Market Curiosity: Exploring Markets And Systems

January 10, 2011

Strongly consider saving nickels — currently worth 6.6 cents (updated Aug 2012)

Filed under: Editorials — Tags: , — Jeff Fitzmyers @ 2:25 pm

From “Preparing for open ended events…”:

Non-Precious Metals
Consider buying nickels. Apparently they have about 4.5 cents worth of metal right now. Most banks won’t sell bulk nickels — I tried 7-8 of them. So find a friend who has a merchant account. They can request a $100 box easily. Just saving change is good! There is little risk — a nickel will still be worth “5 cents”. And who is going to bother stealing nickels right now?? The main thing is, in a pinch, you just want something that: can’t be easily duplicated, is a bit scarce, easily stored, and easily recognized.

Actually each nickel now has about 6.6 cents of metal in them. A box of $100 is worth about $130 if melted down. Of course melting nickels is a felony now. Easier to make a rule than address the underlying issue.

We don’t want to see our pennies and nickels melted down so a few individuals can take advantage of the American taxpayer. Replacing these coins would be an enormous cost to taxpayers.

Actually the American taxpayer, really the American Citizen, is already being taken advantage of through the hidden tax of inflation. Nickels being more valuable than fractional fait currencies is just a symptom of that hidden tax.

If the monetary system resets, nickels should be worth a lot more.

Nickels currently cost over 9 cents to make.

The wiki on nickels.

More info: Mass Inflation Ahead — Save Your Nickels!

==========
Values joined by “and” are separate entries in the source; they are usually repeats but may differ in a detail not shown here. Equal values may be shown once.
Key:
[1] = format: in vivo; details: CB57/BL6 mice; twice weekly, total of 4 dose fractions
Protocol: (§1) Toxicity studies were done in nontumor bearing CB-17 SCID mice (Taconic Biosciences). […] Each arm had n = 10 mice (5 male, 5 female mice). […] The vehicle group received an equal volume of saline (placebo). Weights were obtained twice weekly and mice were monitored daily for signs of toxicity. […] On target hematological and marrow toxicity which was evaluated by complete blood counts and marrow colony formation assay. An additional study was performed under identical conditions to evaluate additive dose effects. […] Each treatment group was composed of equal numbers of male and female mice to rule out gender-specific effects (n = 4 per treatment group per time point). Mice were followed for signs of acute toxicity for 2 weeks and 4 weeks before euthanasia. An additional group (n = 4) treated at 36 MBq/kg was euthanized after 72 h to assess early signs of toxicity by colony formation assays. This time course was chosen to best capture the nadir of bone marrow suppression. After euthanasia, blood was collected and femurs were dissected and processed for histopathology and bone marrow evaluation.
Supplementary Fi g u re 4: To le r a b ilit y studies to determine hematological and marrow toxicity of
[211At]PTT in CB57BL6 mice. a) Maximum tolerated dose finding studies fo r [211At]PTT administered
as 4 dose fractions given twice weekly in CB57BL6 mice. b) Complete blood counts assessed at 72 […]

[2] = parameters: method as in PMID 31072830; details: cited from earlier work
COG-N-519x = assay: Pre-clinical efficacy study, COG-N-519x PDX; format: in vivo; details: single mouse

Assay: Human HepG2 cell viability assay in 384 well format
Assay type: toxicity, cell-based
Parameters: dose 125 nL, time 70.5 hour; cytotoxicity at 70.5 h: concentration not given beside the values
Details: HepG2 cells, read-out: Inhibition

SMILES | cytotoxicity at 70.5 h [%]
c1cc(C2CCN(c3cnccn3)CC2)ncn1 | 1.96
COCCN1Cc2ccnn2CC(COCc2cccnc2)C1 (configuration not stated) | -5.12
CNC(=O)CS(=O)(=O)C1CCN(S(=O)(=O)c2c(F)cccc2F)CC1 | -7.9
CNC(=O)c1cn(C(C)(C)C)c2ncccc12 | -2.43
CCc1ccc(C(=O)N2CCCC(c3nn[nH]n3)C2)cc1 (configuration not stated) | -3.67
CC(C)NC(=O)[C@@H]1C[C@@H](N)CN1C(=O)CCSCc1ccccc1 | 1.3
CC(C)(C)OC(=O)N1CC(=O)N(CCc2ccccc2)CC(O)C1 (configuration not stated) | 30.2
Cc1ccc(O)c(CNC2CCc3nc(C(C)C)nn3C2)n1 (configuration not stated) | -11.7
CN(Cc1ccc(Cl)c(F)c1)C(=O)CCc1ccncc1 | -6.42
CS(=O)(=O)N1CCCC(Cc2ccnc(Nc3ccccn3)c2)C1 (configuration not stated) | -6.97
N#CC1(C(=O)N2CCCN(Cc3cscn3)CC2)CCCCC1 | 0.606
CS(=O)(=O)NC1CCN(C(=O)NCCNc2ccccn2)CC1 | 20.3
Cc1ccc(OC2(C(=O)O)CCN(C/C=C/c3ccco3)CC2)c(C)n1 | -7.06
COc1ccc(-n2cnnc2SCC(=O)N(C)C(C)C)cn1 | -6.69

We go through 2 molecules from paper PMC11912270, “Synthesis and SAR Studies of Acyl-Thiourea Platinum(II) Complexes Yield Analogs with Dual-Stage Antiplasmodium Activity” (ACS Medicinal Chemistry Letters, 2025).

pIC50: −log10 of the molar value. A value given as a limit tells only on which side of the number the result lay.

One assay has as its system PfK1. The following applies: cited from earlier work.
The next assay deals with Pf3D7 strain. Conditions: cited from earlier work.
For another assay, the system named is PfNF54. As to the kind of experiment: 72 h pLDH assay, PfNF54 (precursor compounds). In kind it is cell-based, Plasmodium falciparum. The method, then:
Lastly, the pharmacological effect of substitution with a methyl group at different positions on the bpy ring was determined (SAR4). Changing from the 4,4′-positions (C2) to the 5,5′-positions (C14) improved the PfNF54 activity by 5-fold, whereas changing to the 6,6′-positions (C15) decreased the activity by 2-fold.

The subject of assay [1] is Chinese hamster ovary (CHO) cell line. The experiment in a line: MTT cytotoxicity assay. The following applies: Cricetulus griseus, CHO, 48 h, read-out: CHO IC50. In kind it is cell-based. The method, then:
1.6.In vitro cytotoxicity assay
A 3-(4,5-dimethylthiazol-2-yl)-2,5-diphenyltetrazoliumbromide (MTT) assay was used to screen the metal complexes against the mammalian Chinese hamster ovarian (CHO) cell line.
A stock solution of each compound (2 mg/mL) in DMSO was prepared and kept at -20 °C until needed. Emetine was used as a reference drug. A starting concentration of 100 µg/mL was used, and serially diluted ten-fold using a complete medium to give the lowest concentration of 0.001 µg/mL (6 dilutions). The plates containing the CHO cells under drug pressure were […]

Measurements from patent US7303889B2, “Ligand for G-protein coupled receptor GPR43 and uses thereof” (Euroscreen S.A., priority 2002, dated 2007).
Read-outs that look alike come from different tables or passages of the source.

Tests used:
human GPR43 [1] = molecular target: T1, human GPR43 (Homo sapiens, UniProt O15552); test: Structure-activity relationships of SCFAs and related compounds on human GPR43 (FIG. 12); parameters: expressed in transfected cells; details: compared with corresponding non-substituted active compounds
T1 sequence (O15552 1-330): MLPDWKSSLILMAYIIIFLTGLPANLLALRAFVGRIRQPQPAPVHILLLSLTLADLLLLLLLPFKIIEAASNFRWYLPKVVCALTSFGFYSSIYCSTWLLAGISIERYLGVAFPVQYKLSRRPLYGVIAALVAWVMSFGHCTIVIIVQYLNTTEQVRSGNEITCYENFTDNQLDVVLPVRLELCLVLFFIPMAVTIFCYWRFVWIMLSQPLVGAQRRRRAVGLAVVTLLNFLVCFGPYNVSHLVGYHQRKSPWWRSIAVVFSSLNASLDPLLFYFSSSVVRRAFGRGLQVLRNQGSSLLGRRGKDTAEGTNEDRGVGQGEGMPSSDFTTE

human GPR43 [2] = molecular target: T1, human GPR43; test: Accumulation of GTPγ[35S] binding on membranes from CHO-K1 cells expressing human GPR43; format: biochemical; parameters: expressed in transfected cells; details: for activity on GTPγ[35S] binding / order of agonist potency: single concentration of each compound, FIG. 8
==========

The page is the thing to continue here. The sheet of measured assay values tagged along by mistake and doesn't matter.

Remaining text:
Updated February 3: Nickels worth 4.5 cents, opps 6.6 cents, opps 7.2 cents. Up 9% in less than a month.

Updated October 3: Now only worth about 4.85 cents. I’m still sifting through change 🙂 Anyone can afford this. This post consistently gets a hit or 2 or more almost every day.

Updated October 4: Mr Bass, who lives in a 40,000 sq ft house, has also bought 20 million nickels for $1million.

Updated November 4: A friend has pointed out that nickels as barter might not be a good idea because of the stock to flow ratio. “When there is only a small stock of a commodity compared to flow, then the value of that commodity can fluctuate enormously.” Very true. However, what happens if things collapse and the flow of copper collapses too? Nickels are CHEAP. $100 could facilitate barter at the neighborhood level. (Currently worth 5.2 cents.) (Interestingly, this post is consistently one of the most popular on this blog.)

Updated August 9 2012: Newer posts about nickels:
+ Nickels worth 4.5 cents, opps 6.6 cents, opps 7.2 cents. Up 9% in less than a month. (February 2011)

Updated December 3 2012:  These nickel posts are still, overall, the most popular posts here.

The cost of making pennies and nickels are about twice the face value of the coins–2.4 cents for a penny and 11.2 cents for a nickel, the Treasury Department said earlier this month. Rising commodity prices have driven higher production costs.

No, currency debasement has increased the purchasing value of harder assets like copper. Gold and silver have left the money supply, now copper is.

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